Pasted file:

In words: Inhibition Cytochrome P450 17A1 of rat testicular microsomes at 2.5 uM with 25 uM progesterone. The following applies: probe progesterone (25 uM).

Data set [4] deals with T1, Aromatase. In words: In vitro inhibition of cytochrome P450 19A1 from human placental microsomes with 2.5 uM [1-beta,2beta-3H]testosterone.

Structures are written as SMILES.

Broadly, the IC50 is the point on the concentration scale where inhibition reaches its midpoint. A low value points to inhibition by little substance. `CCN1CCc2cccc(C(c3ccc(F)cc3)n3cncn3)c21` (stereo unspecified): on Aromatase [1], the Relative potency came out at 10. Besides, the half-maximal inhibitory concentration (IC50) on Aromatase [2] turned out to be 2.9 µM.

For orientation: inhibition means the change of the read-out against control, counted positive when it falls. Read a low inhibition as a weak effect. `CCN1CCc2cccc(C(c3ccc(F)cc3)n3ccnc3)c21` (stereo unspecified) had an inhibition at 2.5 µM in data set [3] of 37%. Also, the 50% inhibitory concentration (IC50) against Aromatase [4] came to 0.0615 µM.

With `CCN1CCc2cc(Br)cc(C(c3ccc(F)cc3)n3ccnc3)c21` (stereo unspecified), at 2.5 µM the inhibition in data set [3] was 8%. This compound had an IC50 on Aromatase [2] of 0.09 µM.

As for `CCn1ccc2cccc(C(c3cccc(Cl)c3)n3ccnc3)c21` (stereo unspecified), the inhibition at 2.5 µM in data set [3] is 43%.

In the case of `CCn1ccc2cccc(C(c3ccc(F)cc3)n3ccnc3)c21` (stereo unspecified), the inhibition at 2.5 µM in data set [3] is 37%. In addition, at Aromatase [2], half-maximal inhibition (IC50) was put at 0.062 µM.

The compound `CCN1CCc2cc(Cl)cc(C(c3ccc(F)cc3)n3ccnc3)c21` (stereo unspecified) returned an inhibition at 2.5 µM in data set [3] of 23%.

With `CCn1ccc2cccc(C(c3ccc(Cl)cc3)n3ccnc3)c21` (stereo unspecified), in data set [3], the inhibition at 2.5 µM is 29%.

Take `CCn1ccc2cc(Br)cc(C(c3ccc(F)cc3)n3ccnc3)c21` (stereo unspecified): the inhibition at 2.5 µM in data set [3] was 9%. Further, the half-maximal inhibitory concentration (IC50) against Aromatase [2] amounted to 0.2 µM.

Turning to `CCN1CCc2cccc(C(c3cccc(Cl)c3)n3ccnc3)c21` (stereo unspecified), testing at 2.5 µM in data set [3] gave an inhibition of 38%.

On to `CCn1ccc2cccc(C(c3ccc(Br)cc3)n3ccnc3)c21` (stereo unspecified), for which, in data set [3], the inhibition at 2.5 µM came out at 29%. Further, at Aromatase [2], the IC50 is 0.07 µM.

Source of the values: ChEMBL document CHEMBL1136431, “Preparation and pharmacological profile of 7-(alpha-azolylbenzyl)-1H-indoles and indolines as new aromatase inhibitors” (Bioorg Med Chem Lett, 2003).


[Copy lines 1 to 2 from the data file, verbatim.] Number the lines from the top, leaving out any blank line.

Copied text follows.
In words: Inhibition Cytochrome P450 17A1 of rat testicular microsomes at 2.5 uM with 25 uM progesterone. The following applies: probe progesterone (25 uM).

Data set [4] deals with T1, Aromatase. In words: In vitro inhibition of cytochrome P450 19A1 from human placental microsomes with 2.5 uM [1-beta,2beta-3H]testosterone.